Awesome project- subscribed, keeping an eye on progress! Post lots of pics!
Control it ? No idea - well no idea that can be bought off the shelf today. But I'm taking the risk that one of several methods will come to fruition... or I build it. My background is software so I'd probably lean towards the CAN route, but the most flexible solutions are likely to be replacement motor drivers.

Once I get organized I'm going to do a forensic-like examination of the motor/inverter, probably most detailed on the inverter to see what I've got and start to get an understanding of the best path(s) forward.
 

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Discussion Starter #11
Well, that setup should certainly get you back to the future in a hurry.....
I also now have the Bosch iBooster brake system (master cylinder and electronic assist - no vacuum) and the AC compressor, both from the 2015 70D.

Some serious CAN investigating to do. It will be the future before I can get this thing running :)
 

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Discussion Starter #13
Wow, that drivetrain package looks really compact. How much does it weigh?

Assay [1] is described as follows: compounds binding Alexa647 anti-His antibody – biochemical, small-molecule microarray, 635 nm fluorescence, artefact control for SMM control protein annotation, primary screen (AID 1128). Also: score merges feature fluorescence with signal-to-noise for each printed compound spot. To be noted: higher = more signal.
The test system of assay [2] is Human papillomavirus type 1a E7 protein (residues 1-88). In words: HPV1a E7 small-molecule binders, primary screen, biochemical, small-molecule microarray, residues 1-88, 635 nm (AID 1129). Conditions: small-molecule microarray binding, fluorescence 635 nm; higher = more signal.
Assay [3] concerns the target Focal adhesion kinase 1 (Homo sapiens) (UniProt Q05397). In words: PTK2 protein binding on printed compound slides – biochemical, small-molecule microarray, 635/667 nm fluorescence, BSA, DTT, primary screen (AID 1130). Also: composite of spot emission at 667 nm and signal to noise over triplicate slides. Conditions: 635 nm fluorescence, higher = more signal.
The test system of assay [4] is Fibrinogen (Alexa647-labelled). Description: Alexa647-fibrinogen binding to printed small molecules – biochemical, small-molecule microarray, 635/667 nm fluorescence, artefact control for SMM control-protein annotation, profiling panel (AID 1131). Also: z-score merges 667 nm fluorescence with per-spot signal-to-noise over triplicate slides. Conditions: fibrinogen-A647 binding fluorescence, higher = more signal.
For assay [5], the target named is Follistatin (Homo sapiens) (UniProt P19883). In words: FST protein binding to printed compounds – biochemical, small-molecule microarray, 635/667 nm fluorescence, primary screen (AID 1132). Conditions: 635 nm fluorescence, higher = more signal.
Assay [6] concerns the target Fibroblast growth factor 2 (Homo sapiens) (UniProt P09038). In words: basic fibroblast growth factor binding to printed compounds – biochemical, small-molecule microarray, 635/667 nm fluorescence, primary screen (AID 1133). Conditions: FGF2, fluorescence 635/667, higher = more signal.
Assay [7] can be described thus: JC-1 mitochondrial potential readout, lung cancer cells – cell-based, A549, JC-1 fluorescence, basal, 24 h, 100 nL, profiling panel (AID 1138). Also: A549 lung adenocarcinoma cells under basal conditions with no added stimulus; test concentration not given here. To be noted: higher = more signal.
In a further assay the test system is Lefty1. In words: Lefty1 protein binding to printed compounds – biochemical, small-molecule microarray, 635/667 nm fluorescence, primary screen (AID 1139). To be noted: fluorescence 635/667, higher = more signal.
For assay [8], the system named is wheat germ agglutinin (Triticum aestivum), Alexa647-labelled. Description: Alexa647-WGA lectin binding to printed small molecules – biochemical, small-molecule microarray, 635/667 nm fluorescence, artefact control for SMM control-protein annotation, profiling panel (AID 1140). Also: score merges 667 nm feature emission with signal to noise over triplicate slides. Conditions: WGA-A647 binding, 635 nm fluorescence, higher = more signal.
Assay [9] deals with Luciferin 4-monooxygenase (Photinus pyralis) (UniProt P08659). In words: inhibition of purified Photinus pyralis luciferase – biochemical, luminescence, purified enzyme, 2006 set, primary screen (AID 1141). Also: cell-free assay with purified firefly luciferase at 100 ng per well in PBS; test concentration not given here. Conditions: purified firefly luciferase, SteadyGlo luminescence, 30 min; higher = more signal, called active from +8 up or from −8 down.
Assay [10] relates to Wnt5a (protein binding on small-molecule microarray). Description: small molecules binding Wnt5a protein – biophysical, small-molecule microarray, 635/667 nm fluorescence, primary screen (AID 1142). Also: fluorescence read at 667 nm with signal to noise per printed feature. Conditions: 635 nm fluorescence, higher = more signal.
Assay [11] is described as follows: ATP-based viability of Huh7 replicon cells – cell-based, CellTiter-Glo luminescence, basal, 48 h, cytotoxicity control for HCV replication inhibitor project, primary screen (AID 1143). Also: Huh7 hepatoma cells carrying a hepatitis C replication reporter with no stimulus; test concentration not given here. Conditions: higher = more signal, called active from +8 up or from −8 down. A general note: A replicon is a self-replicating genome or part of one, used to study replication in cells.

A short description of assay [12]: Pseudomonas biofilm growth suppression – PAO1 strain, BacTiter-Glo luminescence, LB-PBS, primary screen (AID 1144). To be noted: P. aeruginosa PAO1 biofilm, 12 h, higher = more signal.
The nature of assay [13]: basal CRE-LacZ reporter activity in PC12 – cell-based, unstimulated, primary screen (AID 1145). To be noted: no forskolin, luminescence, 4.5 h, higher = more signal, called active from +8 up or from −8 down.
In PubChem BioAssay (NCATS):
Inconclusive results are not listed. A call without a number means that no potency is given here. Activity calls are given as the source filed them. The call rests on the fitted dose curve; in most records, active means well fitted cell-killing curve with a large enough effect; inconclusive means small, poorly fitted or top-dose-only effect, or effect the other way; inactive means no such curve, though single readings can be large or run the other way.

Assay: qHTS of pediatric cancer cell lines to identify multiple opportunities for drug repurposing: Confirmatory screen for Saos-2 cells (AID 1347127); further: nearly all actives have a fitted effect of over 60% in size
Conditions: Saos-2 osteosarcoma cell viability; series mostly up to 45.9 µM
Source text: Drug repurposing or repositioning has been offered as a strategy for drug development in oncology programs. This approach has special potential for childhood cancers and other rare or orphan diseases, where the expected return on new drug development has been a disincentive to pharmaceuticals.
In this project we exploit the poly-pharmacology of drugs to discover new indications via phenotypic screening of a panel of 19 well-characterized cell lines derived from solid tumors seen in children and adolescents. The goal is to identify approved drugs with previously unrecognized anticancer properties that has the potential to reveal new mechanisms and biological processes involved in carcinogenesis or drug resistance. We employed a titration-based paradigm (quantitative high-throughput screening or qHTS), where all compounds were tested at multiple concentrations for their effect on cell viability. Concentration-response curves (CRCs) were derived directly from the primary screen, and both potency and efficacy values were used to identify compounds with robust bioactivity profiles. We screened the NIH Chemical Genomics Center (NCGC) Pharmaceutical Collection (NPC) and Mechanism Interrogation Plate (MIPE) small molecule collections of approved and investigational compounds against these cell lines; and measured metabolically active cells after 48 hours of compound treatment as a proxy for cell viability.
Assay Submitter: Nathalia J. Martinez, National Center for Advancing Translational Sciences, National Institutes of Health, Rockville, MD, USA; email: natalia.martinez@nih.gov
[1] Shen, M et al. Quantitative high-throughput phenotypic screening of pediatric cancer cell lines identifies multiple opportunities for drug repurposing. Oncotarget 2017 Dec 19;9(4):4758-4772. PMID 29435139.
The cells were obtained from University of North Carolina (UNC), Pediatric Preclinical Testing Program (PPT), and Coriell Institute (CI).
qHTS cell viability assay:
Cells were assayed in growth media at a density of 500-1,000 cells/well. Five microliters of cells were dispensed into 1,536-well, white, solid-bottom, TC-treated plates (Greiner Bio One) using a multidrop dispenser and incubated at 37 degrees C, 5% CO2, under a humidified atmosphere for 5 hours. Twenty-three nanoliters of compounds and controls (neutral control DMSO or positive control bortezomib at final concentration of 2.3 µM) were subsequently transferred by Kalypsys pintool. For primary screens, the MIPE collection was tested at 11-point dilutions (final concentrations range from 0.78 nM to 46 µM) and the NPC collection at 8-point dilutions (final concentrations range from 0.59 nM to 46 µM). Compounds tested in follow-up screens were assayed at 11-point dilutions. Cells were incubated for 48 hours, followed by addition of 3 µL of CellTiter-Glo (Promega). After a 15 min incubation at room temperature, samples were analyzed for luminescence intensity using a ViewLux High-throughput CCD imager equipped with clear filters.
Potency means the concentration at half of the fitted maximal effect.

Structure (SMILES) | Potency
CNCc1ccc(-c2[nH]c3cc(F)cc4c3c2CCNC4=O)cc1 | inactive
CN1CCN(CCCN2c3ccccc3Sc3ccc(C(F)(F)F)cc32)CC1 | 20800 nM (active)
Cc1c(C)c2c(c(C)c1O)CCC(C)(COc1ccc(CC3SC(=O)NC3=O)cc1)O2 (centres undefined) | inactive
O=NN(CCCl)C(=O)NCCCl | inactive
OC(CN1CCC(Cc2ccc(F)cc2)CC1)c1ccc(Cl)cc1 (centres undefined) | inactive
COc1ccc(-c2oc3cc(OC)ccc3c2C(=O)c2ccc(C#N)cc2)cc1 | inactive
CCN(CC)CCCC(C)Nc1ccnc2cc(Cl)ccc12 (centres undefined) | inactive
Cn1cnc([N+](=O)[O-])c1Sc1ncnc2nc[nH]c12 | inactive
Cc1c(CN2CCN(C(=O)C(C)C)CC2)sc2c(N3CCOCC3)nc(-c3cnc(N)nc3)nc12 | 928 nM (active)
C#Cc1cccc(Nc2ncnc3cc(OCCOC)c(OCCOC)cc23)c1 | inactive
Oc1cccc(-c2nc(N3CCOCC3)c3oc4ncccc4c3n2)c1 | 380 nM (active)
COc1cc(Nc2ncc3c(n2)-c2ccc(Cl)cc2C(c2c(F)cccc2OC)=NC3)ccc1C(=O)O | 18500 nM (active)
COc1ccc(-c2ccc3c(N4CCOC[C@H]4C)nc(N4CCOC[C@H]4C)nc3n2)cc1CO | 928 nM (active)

Weight is measured with a scale but an estimate based on two measurements (sum of weights lifting one side then the other) 210 lbs

Other measurements (again just rough)
- 22 in wide (motor to inverter), 26 3/4in wide including the mount
- trans final gear housing is 8" wide (shaft port to port)
- 13in tall
- 25in front to back, including mount on front and back
- drive shaft to motor centerline ~8in (measured from above)

Jeff
 

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Figuring out the iBooster brake system - Starting with Physical Wiring

The Black and Yellow-Grey are likely the power to the unit (probably 12v, but sized for high current maybe 20-30 amps). Four wires run between the ECU pedal travel sensors (seem heavy gauge for sensors?). Seen as the four wires running to the connector at the bottom right of the pic.